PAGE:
The Blue Lias of south Somerset (Lead author: PJB)
The Blue Lias is a building stone long used in north Dorset, and subsequent to phasing out of quarrying at Lyme Regis, it became the staple high status nineteenth century flooring and replacement option for the whole county. From at least medieval times this stone came from south Somerset parishes between Street and Keinton Mandeville. (See Non-Dorset Quarries, Pits & Limekilns.) Uses included - indoor and outdoor flagstone paving, kerb stone guttering and street pavements, access ways and yard setting to tradesmen made of brick shaped setts placed at 90º to bedding, colour enhanced entrance ways to any building, along with steps and stairways to privately built homes and public houses. Flooring, porch entrances, tombstone/ledgers, tablets and monuments of Blue Lias are frequently found in almost every historic church in the county. Body fossils, trace fossils, burrows and calcite veining are commonly seen in the top face or base of any Blue Lias flagstone, whilst the typical very finely- laminated bedding can be seen along edges of blockwork, if laid "the right way up". Whole villages of Blue Lias block-work buildings are very common across the north Dorset county border and every possible use of Blue Lias can be seen at Somerton.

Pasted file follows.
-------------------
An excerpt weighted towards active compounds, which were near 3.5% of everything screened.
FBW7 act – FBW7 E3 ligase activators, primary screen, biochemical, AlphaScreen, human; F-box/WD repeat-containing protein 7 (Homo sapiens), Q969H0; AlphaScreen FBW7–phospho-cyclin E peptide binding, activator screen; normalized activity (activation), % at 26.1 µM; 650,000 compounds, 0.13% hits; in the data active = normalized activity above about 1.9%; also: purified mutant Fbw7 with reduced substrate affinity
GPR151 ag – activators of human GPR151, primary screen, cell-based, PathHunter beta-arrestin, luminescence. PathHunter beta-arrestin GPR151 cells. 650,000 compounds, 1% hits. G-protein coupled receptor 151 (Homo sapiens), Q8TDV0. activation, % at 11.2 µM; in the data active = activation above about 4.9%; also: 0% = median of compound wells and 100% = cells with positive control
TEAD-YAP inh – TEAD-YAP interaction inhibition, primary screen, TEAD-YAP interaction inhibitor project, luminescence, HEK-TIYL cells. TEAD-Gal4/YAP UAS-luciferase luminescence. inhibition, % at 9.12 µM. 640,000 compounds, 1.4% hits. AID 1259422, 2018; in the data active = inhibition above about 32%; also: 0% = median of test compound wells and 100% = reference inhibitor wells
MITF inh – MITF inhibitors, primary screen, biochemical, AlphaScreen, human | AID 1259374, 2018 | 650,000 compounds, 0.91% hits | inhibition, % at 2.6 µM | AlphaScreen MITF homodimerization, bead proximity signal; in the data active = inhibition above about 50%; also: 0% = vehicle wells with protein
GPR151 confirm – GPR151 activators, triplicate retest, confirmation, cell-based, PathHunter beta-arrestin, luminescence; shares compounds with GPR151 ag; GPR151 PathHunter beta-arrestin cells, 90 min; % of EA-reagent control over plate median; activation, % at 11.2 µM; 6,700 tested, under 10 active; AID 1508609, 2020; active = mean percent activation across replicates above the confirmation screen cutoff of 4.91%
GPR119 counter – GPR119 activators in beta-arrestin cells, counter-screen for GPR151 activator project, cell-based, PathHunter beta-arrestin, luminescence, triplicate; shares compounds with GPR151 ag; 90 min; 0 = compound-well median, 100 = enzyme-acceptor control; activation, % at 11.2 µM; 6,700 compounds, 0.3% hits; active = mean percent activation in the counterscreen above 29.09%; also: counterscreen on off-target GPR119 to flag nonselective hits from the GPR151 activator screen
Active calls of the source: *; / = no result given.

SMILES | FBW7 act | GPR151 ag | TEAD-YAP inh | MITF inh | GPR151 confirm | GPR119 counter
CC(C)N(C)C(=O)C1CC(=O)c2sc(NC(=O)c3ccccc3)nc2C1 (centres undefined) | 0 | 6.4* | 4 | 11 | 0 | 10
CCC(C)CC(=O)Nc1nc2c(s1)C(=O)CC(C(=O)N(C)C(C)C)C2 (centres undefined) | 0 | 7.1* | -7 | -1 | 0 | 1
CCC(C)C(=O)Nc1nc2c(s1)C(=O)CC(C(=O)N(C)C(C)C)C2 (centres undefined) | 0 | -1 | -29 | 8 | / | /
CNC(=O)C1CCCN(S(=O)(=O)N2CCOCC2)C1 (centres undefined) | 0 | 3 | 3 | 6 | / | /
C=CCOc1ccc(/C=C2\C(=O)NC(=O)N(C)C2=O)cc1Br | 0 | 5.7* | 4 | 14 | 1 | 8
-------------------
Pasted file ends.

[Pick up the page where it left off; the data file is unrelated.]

Use of this stone in Dorset was maximised during the nineteenth century and this is well illustrated from Sherborne, formerly the capital not only of Dorset but also of Cornwall and parts of Devon, it had been used and replaced regularly from medieval times; as was the shared experience of emerging towns across the county. An 1850’s Board of Health report from London, describes the difficult position for Sherborne in relation to safety of public pavements along these lines: “The footways are very unequal, owing to the want of way-wardens to compel flagging. The way-wardens, acting for the parish, will only incur the expense of (Inferior Oolite.) Sherborne flags, a rough and very inferior stone, costing when laid, 4d. a superficial foot. Where the house-owner will bear half the expense, the way-wardens will lay down Keinton flags at a cost of 6 1/2d. a foot, which though very inferior to York paving, are very superior to local flags.” Many good examples of Blue Lias use are found around Sherborne and matching examples will be found across the county. Rainfall or clean water may facilitate identification of this very, very fine grained, muddy iron rich limestone - blue if hard and impervious but buff if at all oxidised. (For historical geology and petrology see Lyme Regis under Building Stone Section, Jurassic, Blue Lias, and more under Quarries, Pits and Limekilns - Non-Dorset.)